Creationism and the Dumbing Down of Texas

Looks like Texas is on the move to be as stupid as Kansas.

Yes, it looks like creationism may be taught in public schools on an equal basis with evolution. That’s fair, right? Except that creationism a.k.a. “the theory of intellligent design” is religion (well the Christian fundamentalist brand anyway) and evolution is science.

Listen, if you want to believe in creationism, go ahead. If you can’t find any way to reconcile your religious beliefs with science other than to reject evolution, a-ok. But that is a religious preference. You might as well reject the theory of gravity while you’re at it. And all those old bones and fossils they’ve dug up? Fakes, just like the moon landing. It’s a pretty slippery, greasy slope of ignorance.

Gov. Rick Perry has appointed conservative Dr. Don McLeroy to head our state’s Board of Education. And the expectation is that McLeroy will lead the way into creationism in the upcoming board debate over state textbooks.

According to Kathy Miller, president of the liberal Texas Freedom Network:

Since his election in 1998, Mr. McLeroy, a Bryan dentist, has dragged the Texas State Board of Education into a series of divisive and unnecessary culture war battles:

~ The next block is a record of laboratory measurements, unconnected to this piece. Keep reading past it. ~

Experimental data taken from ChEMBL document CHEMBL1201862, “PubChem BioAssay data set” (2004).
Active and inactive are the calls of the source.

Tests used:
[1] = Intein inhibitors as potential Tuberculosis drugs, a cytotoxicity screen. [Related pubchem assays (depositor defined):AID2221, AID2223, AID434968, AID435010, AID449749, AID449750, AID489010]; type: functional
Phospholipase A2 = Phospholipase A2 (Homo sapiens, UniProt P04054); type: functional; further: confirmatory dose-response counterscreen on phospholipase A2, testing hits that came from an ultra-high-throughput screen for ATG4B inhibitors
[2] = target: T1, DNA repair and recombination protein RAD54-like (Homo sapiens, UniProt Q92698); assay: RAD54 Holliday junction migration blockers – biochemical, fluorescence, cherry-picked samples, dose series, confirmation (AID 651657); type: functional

-- He voted in 2001 to reject the only advanced placement environmental science textbook proposed for Texas high schools even though panels of experts – including one panel from Texas A&M – found the textbook was free of errors. In fact, Baylor University used the same textbook.

-- In 2003 Mr. McLeroy led efforts by creationism or “intelligent design” proponents to water down discussion of evolution in proposed new biology textbooks. He was one of only four board members who voted against biology textbooks that year that included a full scientific account of evolutionary theory.

-- In 2004, Mr. McLeroy voted to approve "abstinence-only" health textbooks that failed to include any information about responsible pregnancy and STD prevention, despite state curriculum standards requiring that students learn such information.

KTRH-AM is running a survey today on whether creationism should be taught in the schools. Guess what? By a 65-35 margin, listeners want it. Makes me proud.

I counterpropose we follow the lead of Oregon State University physics graduate Bobby Henderson who founded The Church of the Flying Spaghetti Monster to protest the Kansas decision. As Henderson pointed out, there are also multiple views as to how Intelligent Design works. According to his theory, a Flying Spaghetti Monster dressed in pirate regalia is in control of the forces of our universe. For the full text of his letter, click here.

This makes about as much sense as what we’re proposing to teach our kids in Texas. – Margaret Downing

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